By John R. Ellement and Tracy Jan, Globe Staff
A 20-year-old New York City man surrendered to Cambridge police this evening and will now be charged with murdering a Cambridge man inside a Harvard University residence hall Monday afternoon, Middlesex prosecutors said tonight.
The man was identified as Jabrai Jordan Copney and he is expected to be arraigned in Cambridge District Court Friday in connection with the murder of 21-year-old Justin Cosby, according to a statement released by Middlesex District Attorney Gerard T. Leone Jr.
Cosby was shot inside the J entryway of Kirkland House around 5 p.m. After being shot, he ran up Dunster Street to Mt. Auburn Street where he collapsed. He died Tuesday morning in Beth Israel Deaconess Medical Center.
Copney is not a Harvard University student, but investigators were probing whether Cosby was selling marijuana to Harvard students as they sought his killer. Copney is charged with murder, accessory after the fact to murder, and unlawful possession of a firearm.
Prosecutors said in the statement that they learned Copney "was visiting friends at the campus. It is alleged that the defendant, along with others, confronted Cosby in a common area inside the Kirkland House. During the course of the confrontation, multiple shots were fired. One of those shots struck Cosby, resulting in his death. It is believed that the defendant and Cosby were known to one another.''
Cosby's death has led some students to rethink their stance on illegal drugs being sold or consumed, students said today.
‘‘Since the shooting was tied to something going on with Harvard
undergraduates, it’s become a Harvard problem, and the university is going
to have to address it properly,’’ said Timothy Turner, a senior. ‘‘There
were students put in danger. That is something the university has to pay
attention to. You don’t want this to continue to expand and become a larger
problem in the future.’’
The Harvard Crimson reported today that a Harvard student, whose
identity was withheld by the student newspaper, had revealed to the paper
two text messages traced to a cellphone registered to a woman with the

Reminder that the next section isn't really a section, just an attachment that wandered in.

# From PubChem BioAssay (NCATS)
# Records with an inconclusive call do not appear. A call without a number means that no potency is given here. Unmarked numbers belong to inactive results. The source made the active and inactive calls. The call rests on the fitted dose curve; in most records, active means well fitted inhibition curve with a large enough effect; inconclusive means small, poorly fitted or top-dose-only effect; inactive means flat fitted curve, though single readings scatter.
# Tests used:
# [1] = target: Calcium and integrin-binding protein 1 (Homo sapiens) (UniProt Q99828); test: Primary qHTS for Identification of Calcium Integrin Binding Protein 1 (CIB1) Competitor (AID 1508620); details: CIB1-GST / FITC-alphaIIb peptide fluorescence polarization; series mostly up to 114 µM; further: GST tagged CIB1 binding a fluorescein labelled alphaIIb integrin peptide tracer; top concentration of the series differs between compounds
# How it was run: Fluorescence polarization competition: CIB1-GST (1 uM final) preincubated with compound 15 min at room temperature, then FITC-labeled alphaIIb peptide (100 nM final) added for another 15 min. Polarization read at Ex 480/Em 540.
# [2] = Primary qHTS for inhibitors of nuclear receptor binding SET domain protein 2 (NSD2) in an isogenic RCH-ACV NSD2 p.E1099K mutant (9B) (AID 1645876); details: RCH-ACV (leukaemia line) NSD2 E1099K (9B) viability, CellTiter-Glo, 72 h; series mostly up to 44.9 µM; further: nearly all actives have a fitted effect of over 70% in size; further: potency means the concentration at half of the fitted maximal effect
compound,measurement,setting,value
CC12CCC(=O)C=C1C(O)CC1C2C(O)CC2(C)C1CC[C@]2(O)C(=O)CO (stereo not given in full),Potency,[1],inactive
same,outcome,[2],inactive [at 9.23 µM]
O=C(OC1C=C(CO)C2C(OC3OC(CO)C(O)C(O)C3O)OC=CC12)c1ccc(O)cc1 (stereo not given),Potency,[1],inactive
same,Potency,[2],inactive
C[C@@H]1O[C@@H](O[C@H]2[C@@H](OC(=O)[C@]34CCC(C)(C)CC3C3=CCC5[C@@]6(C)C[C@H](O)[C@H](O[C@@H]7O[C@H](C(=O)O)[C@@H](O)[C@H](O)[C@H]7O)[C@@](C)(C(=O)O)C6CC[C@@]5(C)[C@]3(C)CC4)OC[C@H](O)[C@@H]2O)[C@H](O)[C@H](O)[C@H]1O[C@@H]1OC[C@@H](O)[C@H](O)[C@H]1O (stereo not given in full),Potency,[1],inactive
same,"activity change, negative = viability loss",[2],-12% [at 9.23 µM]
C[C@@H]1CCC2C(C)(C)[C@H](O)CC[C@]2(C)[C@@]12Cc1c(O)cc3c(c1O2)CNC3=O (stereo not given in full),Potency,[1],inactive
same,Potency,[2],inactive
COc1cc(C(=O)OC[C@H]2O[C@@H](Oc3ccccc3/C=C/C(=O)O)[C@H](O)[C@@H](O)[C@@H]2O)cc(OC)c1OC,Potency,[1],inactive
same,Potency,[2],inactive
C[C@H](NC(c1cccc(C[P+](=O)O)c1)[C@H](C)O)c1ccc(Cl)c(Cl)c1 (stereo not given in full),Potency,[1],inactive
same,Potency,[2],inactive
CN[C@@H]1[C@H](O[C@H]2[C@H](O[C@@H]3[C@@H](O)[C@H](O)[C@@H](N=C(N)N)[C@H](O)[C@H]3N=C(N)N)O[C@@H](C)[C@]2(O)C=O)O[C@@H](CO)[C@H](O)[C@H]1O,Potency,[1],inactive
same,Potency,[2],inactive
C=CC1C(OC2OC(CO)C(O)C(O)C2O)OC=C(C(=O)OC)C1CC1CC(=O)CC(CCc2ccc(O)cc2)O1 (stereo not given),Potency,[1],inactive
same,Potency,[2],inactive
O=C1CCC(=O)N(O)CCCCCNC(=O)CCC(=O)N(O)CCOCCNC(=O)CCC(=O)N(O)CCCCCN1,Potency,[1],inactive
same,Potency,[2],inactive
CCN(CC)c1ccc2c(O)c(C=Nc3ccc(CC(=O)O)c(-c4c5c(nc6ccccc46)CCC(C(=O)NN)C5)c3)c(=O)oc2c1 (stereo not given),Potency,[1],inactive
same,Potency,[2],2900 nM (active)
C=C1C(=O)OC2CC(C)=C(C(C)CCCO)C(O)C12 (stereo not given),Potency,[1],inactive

same name as Cosby’s mother. The messages, sent by a man the student knew only as Justin, purportedly made explicit references to popular strains of marijuana.
University officials would not answer questions yesterday about
drugs on campus and directed all questions about the shooting investigation
According to court records, Cosby had at least one minor brush with
law enforcement when he was arrested by Cambridge police in 2007 and
charged with possession of marijuana after a small plastic bag and two
marijuana cigarettes were found in his car. The drug possession charge was
continued without a finding and then dismissed in June 2008 because Cosby
had no new arrests during that time, records show.
Cosby’s mother, Denise, did not return calls to her home today,
but the family issued a statement defending the reputation of her son, a
2005 graduate of Cambridge Rindge and Latin School.
‘‘He was not a ‘hoodlum’ or ‘gangster,’’’ the family said. ‘‘Justin
was a fashion trendsetter, basketball player, student, and self-admitted
‘mama’s boy.’ He was looking forward to picking up new studies, furthering
his aspirations to become successful, and marrying his longtime
A private wake and funeral service will be held for Cosby Saturday.
Nearly a dozen Harvard students interviewed yesterday said they do
not believe drugs are a pervasive problem on campus, just an element woven
into the fabric of undergraduate life and something non-users could easily
ignore, until this week.
‘‘People make personal choices, and as long as they don’t harm other
people, they can do whatever they want,’’ said Alan Ibrahim, a sophomore
and a resident of Kirkland House who attended high school with Cosby but
did not know him. ‘‘But to actually see something go bad, it’s really
A Harvard professor and a housemaster at a different residence hall
who did not want to be named because of the sensitive nature of the
investigation said the university has a zero-tolerance policy toward
Those caught with them are usually disciplined internally, with the
possibility of expulsion.
‘‘This is of tremendous concern,’’ the housemaster said. ‘‘Events
like this underscore the issues of both physical security and the fact that
drug abuse is occurring within the undergraduate population to some degree,
and we have to remain vigilant about it.’’
Other students emphasized that the shooting shows Harvard is not an
‘‘We have this terrible stigma that just because we go to Harvard we
must be immaculate,’’ said sophomore Brad Paraszczak, who also lives in
Kirkland. ‘‘Harvard is not in a bubble. We have problems as well, and this
could have happened anywhere.’’
Maria Cramer of the Globe staff contributed to this report.
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